Durbin Introduces Kirk & Duckworth at Senate Committee Hearing on Disability Rights Treaty
Stroke survivor and Iraq war veteran testify regarding the importance of passing bipartisan and historic treaty on the rights of the disabled
[WASHINGTON, D.C.] – U.S. Senator Dick Durbin (D-IL) today introduced two members of the Illinois Congressional Delegation – U.S. Senator Mark Kirk (R-IL) and U.S. Representative Tammy Duckworth (D-IL) – prior to their testimony before a Senate Foreign Relations Committee hearing on the Convention on the Rights of Persons with Disabilities (CRPD).
Today, both Kirk – who suffered a life-threatening ischemic stroke last year – and Duckworth – who was injured while serving in the Illinois Army National Guard in Iraq – voiced their support of the CRPD, which would recognize the fundamental values of non-discrimination and equal access for persons with disabilities around the world. Despite strong bipartisan support, the treaty failed to achieve the required two-thirds majority in a disappointing vote last Congress.
“Sixty-one Senators voted in favor of the Convention on the Rights of Persons with Disabilities last year, five votes shy of the two-thirds majority needed to ratify the treaty. It is my strong hope that these hearings will put to rest some of the misunderstandings and misrepresentations that helped stall ratification of the CRPD last year,” Durbin said. “And I am proud that my fellow colleagues from the State of Illinois have joined us to do just that. I admire the dedication and service of both Senator Kirk and Representative Duckworth to our country – in so many different ways – and I am grateful for their presence today, speaking to this Committee on such an important topic.”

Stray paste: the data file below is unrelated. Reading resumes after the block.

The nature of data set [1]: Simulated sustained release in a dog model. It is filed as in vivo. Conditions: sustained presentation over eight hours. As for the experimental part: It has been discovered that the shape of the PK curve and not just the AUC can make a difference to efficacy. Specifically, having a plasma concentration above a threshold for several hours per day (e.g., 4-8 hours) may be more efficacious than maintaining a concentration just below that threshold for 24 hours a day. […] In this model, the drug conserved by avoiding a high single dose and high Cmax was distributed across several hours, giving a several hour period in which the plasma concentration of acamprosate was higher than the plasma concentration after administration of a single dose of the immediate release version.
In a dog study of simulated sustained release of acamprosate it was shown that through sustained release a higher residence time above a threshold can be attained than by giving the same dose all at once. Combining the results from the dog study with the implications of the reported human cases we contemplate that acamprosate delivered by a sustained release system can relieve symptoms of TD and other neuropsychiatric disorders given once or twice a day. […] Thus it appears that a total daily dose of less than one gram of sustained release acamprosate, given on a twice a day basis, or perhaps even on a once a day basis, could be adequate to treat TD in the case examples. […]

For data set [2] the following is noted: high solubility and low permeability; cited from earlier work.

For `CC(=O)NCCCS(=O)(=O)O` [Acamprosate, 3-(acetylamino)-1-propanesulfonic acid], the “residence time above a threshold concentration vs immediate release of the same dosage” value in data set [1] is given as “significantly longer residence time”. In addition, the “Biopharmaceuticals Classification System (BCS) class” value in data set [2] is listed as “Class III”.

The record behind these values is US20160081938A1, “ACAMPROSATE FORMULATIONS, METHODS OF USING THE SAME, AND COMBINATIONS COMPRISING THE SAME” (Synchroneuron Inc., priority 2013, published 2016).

Durbin has been a vocal supporter of the CRPD since the Convention opened in 2007. The treaty is also supported by 165 disability rights organizations, 21 veterans groups, former President George H.W. Bush, former U.S. Senator Bob Dole (R-KS) and a bipartisan group of Senators.
One hundred and thirty-eight nations have ratified the CRPD, which was written to protect the rights and dignity of persons with disabilities. Parties to the convention agree to protect and promote the full inclusion of persons with disabilities in society and ensure they are equally protected under the law. Because of laws like the ADA, the United States is already in full compliance with all of the requirements of the treaty. Ratification of this treaty requires no new laws, has no impact on U.S. sovereignty, and costs no money.
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